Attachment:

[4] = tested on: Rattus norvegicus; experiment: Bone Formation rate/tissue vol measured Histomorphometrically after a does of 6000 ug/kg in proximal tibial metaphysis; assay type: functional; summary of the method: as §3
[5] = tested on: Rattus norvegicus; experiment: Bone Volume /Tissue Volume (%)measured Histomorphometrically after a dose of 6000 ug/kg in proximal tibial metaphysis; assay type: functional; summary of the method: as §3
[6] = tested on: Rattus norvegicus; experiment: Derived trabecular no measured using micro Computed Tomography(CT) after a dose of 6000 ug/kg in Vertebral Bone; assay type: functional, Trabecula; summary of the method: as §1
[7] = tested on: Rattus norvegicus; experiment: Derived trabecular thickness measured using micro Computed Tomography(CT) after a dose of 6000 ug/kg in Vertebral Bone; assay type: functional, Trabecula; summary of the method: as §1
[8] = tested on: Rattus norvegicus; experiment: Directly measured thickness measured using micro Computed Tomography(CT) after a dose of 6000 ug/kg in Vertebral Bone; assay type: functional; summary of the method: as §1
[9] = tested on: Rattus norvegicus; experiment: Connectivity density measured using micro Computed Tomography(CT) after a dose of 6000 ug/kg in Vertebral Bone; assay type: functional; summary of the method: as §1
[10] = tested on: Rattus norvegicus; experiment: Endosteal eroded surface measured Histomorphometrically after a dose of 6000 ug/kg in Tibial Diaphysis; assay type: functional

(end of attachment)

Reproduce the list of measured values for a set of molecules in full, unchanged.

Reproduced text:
[4] = tested on: Rattus norvegicus; experiment: Bone Formation rate/tissue vol measured Histomorphometrically after a does of 6000 ug/kg in proximal tibial metaphysis; assay type: functional; summary of the method: as §3
[5] = tested on: Rattus norvegicus; experiment: Bone Volume /Tissue Volume (%)measured Histomorphometrically after a dose of 6000 ug/kg in proximal tibial metaphysis; assay type: functional; summary of the method: as §3
[6] = tested on: Rattus norvegicus; experiment: Derived trabecular no measured using micro Computed Tomography(CT) after a dose of 6000 ug/kg in Vertebral Bone; assay type: functional, Trabecula; summary of the method: as §1
[7] = tested on: Rattus norvegicus; experiment: Derived trabecular thickness measured using micro Computed Tomography(CT) after a dose of 6000 ug/kg in Vertebral Bone; assay type: functional, Trabecula; summary of the method: as §1
[8] = tested on: Rattus norvegicus; experiment: Directly measured thickness measured using micro Computed Tomography(CT) after a dose of 6000 ug/kg in Vertebral Bone; assay type: functional; summary of the method: as §1
[9] = tested on: Rattus norvegicus; experiment: Connectivity density measured using micro Computed Tomography(CT) after a dose of 6000 ug/kg in Vertebral Bone; assay type: functional; summary of the method: as §1
[10] = tested on: Rattus norvegicus; experiment: Endosteal eroded surface measured Histomorphometrically after a dose of 6000 ug/kg in Tibial Diaphysis; assay type: functional